Friday, May 31, 2019


DRONE Gouache on paper 30 x 42 cm 2019


I am having a solo exhibition of new work! 

It will be my first exhibition of new work for four years. And, the first time my dronescapes have been exhibited as a body of work. The exhibition will be in late August into September at POP Gallery, 381 Brunswick St, Fortitude Valley, Brisbane, Queensland, Australia. POP Gallery is one of the Queensland College of Art, Griffith University, galleries. At the moment the exhibition is called New Landscapes In The Drone Age. I will keep you posted with exact details over the next few weeks.

In DRONE [above] a weaponised drone appears to hover in front of you. Its guided missiles and Hellfire missiles seem aimed at you. Its wide area surveillance system sends out surveillance signals, scoping, detecting, and perhaps targeting. It’s data-link antennae sends and receives information and instruction. But, the blue lines sectioning the sky disrupt this reverie of stealth. Perhaps this is not an image of a drone flying through the air, but rather, an image of a simulated drone graphically depicted on a computer screen. 

The binary code inscribed across the drone's wingspan 'instructs' the word DRONE, and then appears to start a new word DRONE that continues off the right side of the picture. Or, is the 'instruction' DRONED? I will leave you to think about the variety of possible interpretations here! 

Unmanned Aerial Vehicle or Unmanned Flying Aerial?
What I want to focus is the term or name unmanned aerial vehicle [UAV]. This name for a drone conjures the idea of a plane flying in the air without a pilot on board. And, this is certainly a good description of an airborne drone. But, a drone can also be considered as an airborne aerial. There is no need to use the word unmanned, because aerials and antennae are normally unmanned. Even satellites that receive and transmit data are unmanned. This idea came to me as I was worked through recent paintings where I expose signals that enable the operation and functioning of militarised technology, dual-use technology, and militarise-able civilian technology.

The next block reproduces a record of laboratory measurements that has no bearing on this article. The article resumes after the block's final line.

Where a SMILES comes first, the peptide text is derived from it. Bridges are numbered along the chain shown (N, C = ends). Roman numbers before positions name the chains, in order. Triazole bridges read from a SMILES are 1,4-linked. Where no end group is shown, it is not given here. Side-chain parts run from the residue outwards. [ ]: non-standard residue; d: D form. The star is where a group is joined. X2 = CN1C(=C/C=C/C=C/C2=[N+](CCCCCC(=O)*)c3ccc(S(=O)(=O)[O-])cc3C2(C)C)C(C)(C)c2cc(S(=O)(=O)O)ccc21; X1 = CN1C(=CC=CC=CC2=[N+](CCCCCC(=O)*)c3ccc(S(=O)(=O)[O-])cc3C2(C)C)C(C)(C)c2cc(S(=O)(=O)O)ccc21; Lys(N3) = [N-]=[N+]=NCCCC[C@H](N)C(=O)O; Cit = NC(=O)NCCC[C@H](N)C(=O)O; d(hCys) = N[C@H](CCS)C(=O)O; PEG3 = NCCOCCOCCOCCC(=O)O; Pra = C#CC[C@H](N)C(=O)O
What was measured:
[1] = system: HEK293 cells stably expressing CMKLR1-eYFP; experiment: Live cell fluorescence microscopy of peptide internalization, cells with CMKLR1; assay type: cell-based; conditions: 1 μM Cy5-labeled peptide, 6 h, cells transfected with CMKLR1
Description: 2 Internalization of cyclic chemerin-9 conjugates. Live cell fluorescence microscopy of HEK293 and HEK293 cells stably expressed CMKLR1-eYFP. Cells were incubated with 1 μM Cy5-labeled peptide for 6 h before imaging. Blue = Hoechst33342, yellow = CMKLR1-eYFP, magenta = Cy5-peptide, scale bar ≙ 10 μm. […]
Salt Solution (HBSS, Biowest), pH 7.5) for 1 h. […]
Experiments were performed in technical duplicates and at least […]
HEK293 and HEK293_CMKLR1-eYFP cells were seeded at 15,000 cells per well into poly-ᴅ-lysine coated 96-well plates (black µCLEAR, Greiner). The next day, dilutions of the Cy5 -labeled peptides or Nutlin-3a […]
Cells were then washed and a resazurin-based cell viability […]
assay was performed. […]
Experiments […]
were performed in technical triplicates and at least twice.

I was also thinking about my father. Although my father was a grain grower, from the age of 12 he had been an enthusiastic HAM, an amateur radio operator. Dad had a number of aerials dotted around the farm. Various antennae were mounted on each of them. These antennae enabled transmission and reception of messages from around the world. In 1957 when the Russians sent Sputnik 1 into space, my father [aged 20] was one of a number of HAMs from around the world who tracked the spacecraft and sent co-ordinates back to the Jet Propulsion Unit in the US, via an intermediary. My father, a farmer in western Queensland, Australia, played a small part in Cold War intrigue! Sputnik 1 heralded the space race. 

Thinking of the airborne drone as a flying aerial, an intermediary between Earth and optimal orbits, forced me to think about the drone in a different way. Essentially the drone is a metal-clad flying chassis, its structure designed to enable the transmission and reception of signals that transmit data and instructions from land-based and space-based support infrastructure. Is it a vehicle? Well yes and no. But, is an aerial a vehicle? That's a tricky one, because an aerial is an enabling node for signals to deliver and transport data and instructions. Are signals more of a vehicle than an aerial? Maybe an aerial is more like a warehouse?

Flying Aerial Weapon?
Now to the role of the flying aerial as a carrier of lethal weapons. As a carrier, the drone could be considered a vehicle. But, signals between devices on the flying aerial, and signals sent and received from land-based and space-based assets deliver data and instructions to the drone and its payloads. This includes instructions triggered by remote human operators, as well as internal algorithmic systems, to target and attack. Maybe the airborne militarised drone is a flying aerial weapon, a very sophisticated weapon, an interconnected matrix of sensoring, imaging, orienting, surveilling and targeting capabilities. Signals appear to be pivotal to this kind of weaponry. Where does the human being fit in this matrix? 

I am going to leave my rambling there. But, while I might be off tangent, I think it is important to scrutinise how nomenclature contributes to assumptions and beliefs about contemporary technology, particularly militarised technology. 

I think DRONE looks like a flying aerial weapon!


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